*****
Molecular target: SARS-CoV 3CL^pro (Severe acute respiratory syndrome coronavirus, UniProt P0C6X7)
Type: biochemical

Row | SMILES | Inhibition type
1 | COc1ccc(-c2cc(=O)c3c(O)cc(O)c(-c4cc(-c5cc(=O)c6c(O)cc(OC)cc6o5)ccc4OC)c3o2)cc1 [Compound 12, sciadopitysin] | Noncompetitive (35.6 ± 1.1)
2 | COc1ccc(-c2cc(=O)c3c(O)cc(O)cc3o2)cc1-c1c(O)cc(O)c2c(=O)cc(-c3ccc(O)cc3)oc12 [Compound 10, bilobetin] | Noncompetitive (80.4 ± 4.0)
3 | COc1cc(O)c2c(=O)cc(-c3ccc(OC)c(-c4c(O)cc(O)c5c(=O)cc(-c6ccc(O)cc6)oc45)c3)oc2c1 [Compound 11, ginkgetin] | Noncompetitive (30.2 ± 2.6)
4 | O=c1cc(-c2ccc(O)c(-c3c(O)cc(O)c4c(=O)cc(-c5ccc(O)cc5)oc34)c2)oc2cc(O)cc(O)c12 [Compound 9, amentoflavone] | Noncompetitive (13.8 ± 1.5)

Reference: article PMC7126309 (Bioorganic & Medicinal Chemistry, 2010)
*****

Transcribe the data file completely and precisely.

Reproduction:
Molecular target: SARS-CoV 3CL^pro (Severe acute respiratory syndrome coronavirus, UniProt P0C6X7)
Type: biochemical

Row | SMILES | Inhibition type
1 | COc1ccc(-c2cc(=O)c3c(O)cc(O)c(-c4cc(-c5cc(=O)c6c(O)cc(OC)cc6o5)ccc4OC)c3o2)cc1 [Compound 12, sciadopitysin] | Noncompetitive (35.6 ± 1.1)
2 | COc1ccc(-c2cc(=O)c3c(O)cc(O)cc3o2)cc1-c1c(O)cc(O)c2c(=O)cc(-c3ccc(O)cc3)oc12 [Compound 10, bilobetin] | Noncompetitive (80.4 ± 4.0)
3 | COc1cc(O)c2c(=O)cc(-c3ccc(OC)c(-c4c(O)cc(O)c5c(=O)cc(-c6ccc(O)cc6)oc45)c3)oc2c1 [Compound 11, ginkgetin] | Noncompetitive (30.2 ± 2.6)
4 | O=c1cc(-c2ccc(O)c(-c3c(O)cc(O)c4c(=O)cc(-c5ccc(O)cc5)oc34)c2)oc2cc(O)cc(O)c12 [Compound 9, amentoflavone] | Noncompetitive (13.8 ± 1.5)

Reference: article PMC7126309 (Bioorganic & Medicinal Chemistry, 2010)